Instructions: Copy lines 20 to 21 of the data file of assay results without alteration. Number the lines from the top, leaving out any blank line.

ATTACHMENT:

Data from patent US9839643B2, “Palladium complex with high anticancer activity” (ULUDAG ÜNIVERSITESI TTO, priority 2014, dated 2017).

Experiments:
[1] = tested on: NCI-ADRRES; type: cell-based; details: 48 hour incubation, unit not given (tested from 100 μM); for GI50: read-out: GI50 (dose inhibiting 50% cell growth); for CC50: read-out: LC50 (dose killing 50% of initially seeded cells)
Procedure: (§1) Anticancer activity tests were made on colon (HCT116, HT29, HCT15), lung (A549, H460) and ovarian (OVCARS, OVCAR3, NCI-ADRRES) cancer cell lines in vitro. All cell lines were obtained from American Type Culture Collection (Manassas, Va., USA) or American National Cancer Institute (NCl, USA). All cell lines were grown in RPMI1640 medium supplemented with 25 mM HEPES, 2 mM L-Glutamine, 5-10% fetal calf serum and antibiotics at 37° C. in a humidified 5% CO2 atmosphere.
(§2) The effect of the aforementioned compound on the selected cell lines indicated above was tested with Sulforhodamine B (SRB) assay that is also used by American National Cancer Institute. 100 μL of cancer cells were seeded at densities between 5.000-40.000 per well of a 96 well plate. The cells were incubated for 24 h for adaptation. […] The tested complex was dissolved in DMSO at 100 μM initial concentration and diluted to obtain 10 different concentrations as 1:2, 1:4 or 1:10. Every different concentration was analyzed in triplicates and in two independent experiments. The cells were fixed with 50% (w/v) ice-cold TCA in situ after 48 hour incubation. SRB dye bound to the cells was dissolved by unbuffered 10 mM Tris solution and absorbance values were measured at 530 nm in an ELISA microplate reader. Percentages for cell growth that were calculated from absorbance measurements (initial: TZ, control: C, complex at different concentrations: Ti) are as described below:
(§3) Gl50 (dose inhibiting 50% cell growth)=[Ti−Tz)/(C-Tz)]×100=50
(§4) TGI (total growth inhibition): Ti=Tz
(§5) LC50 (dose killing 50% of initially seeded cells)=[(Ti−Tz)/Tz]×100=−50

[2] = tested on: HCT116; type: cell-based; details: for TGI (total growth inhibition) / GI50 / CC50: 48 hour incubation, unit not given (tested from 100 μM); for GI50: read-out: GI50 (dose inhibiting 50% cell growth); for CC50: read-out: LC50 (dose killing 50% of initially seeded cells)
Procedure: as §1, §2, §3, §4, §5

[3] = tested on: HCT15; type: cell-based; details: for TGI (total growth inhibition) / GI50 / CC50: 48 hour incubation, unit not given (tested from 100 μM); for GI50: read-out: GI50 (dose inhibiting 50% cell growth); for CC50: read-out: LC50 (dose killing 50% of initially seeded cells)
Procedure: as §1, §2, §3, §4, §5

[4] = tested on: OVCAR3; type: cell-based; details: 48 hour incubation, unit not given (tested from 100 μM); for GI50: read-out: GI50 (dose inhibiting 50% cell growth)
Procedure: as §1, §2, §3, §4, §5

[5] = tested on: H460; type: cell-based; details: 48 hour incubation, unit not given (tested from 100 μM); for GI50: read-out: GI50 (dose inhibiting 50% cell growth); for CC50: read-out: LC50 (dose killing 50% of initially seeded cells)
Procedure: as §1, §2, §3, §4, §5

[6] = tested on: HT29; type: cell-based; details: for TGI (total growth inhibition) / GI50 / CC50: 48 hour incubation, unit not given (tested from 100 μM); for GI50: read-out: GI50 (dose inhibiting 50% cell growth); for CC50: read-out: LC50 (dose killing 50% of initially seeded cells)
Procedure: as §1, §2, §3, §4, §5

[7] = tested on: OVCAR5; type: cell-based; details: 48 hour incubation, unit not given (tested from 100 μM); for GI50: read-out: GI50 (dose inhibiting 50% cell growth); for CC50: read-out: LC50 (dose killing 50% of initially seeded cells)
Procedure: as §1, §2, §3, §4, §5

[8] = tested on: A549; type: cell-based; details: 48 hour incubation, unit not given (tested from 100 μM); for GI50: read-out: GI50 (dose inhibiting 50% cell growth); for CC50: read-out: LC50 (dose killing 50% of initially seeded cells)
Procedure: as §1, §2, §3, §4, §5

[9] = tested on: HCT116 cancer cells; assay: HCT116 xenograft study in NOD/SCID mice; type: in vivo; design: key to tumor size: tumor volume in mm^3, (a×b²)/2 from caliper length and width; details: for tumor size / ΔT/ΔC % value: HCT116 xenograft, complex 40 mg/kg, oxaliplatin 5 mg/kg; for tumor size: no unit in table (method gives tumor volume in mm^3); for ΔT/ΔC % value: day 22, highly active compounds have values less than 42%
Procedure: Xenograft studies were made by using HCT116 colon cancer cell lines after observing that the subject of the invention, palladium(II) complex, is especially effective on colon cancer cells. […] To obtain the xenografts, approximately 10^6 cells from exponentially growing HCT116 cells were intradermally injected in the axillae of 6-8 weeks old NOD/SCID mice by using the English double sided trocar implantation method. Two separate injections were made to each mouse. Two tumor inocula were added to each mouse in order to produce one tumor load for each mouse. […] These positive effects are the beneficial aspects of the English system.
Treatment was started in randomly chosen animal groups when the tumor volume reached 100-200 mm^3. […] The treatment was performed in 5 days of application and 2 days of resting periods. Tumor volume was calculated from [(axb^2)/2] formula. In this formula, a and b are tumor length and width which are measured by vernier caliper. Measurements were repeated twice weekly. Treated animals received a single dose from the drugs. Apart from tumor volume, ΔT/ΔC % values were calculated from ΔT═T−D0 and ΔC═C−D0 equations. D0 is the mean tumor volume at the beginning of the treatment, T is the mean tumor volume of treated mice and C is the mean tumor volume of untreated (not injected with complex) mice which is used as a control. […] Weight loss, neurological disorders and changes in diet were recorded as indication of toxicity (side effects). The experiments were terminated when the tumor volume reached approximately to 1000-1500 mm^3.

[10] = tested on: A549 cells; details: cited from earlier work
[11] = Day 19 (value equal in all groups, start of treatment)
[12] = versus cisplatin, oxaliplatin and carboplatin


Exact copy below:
Procedure: as §1, §2, §3, §4, §5

[8] = tested on: A549; type: cell-based; details: 48 hour incubation, unit not given (tested from 100 μM); for GI50: read-out: GI50 (dose inhibiting 50% cell growth); for CC50: read-out: LC50 (dose killing 50% of initially seeded cells)